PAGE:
"colonel a la grecque"

flicg

Member
English, UK
Does anyone knows what it means to act like a "colonel a la grecque"? I think it might mean someone who takes something by force, or maybe someone who opposes equality. This phrase was used in an English context.
 
  • maxiogee

    Banned
    imithe
    Didn't a cadre of colonels sieze power in Greece in the late '60s?
    It's probably the closest coup d'etat which British people could identify.
     

    flicg

    Member
    English, UK
    I didn't know that. But the book has plenty of references to things that happened in the 60s, so that sounds very plausible. Thank you!
     

    DavyBCN

    Senior Member
    UK - English
    Didn't a cadre of colonels sieze power in Greece in the late '60s?
    It's probably the closest coup d'etat which British people could identify.
    This sounds the most likely explanation, especially as I believe the coup d'etat was actually carried out by colonels, and not more senior members of the military. In addition, Greece had a long and difficult history of involvement of the military in politics, so this is an expression which could be applied to countries which have or are experiencing the same problem.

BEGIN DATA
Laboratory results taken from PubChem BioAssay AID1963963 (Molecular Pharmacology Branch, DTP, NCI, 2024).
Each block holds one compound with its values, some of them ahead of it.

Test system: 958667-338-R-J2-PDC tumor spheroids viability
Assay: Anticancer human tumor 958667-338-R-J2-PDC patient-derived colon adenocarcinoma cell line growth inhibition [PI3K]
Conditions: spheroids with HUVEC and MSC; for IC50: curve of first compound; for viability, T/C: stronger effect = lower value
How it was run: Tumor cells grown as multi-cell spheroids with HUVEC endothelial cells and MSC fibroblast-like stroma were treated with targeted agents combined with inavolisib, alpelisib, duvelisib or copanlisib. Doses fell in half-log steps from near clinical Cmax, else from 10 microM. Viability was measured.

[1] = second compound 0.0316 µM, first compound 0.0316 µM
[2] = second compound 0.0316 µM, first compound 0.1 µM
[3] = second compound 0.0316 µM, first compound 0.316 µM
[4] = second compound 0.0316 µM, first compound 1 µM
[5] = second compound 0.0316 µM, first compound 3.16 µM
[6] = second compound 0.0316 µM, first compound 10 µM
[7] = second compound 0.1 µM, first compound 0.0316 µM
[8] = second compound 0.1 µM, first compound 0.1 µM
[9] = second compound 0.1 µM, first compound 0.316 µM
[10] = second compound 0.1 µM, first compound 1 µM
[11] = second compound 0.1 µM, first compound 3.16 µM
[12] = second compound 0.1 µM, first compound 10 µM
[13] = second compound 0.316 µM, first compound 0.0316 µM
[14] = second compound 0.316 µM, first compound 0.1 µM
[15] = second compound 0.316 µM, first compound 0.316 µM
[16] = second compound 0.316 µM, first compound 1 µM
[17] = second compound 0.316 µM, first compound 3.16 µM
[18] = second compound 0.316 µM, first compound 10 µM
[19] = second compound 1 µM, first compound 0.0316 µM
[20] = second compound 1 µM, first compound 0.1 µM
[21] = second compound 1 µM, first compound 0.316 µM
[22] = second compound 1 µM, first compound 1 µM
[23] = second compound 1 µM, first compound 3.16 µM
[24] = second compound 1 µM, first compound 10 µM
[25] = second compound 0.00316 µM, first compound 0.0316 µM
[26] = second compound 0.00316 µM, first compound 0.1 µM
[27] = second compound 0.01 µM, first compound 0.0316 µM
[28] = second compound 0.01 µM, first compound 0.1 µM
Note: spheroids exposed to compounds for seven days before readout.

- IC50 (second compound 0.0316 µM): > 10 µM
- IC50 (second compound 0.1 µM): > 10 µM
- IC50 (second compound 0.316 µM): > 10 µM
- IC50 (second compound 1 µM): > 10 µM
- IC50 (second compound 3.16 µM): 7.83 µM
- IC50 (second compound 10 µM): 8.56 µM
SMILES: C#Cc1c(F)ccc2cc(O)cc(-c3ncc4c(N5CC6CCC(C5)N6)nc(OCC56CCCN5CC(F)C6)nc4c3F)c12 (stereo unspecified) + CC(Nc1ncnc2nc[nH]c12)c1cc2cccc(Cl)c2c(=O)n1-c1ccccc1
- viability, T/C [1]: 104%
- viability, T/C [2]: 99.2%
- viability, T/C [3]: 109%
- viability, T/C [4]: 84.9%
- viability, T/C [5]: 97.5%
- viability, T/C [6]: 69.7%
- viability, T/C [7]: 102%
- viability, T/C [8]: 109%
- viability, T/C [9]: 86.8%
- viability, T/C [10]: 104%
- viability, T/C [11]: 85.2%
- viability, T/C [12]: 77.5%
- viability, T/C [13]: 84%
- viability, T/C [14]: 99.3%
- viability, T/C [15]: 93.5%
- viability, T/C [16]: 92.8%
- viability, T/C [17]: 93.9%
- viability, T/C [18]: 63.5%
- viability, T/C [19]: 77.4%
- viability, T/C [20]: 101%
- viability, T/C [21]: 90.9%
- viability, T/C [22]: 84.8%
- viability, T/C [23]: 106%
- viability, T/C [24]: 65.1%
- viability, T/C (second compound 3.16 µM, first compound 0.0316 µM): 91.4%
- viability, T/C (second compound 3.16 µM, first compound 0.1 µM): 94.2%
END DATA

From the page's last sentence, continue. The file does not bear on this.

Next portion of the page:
nelliot53

    Senior Member
    Spanish-[PR]; English-[US]
    Main Entry: à la grecque
    Pronunciation: "ä-l&-'grek, "a-l&-
    Function: adjective
    Usage: often capitalized G
    Etymology: French, in the Greek manner
    : served in a sauce made of olive oil, lemon juice, and several seasonings (as fennel, coriander, sage, and thyme)
     

    ireney

    Modistra
    Greek Greece Mod of Greek, CC and CD
    Yeap that definitely refers to our country's latest (and last!) coup d'etat (especially since another one guided by our ex-king was to be carried out by higher-ranking officers but the colonels got there first)
     

    loladamore

    Senior Member
    English UK
    While I agree that it most probably refers to behaving like a Greek colonel, alluding to the coup d'état, I do find the idea of high-ranking officers being served in a sauce made of olive oil, lemon juice, and several seasonings quite intriguing :confused: .
     

    maxiogee

    Banned
    imithe
    While I agree that it most probably refers to behaving like a Greek colonel, alluding to the coup d'état, I do find the idea of high-ranking officers being served in a sauce made of olive oil, lemon juice, and several seasonings quite intriguing :confused: .
    That'd be pine colonels. ;)
     
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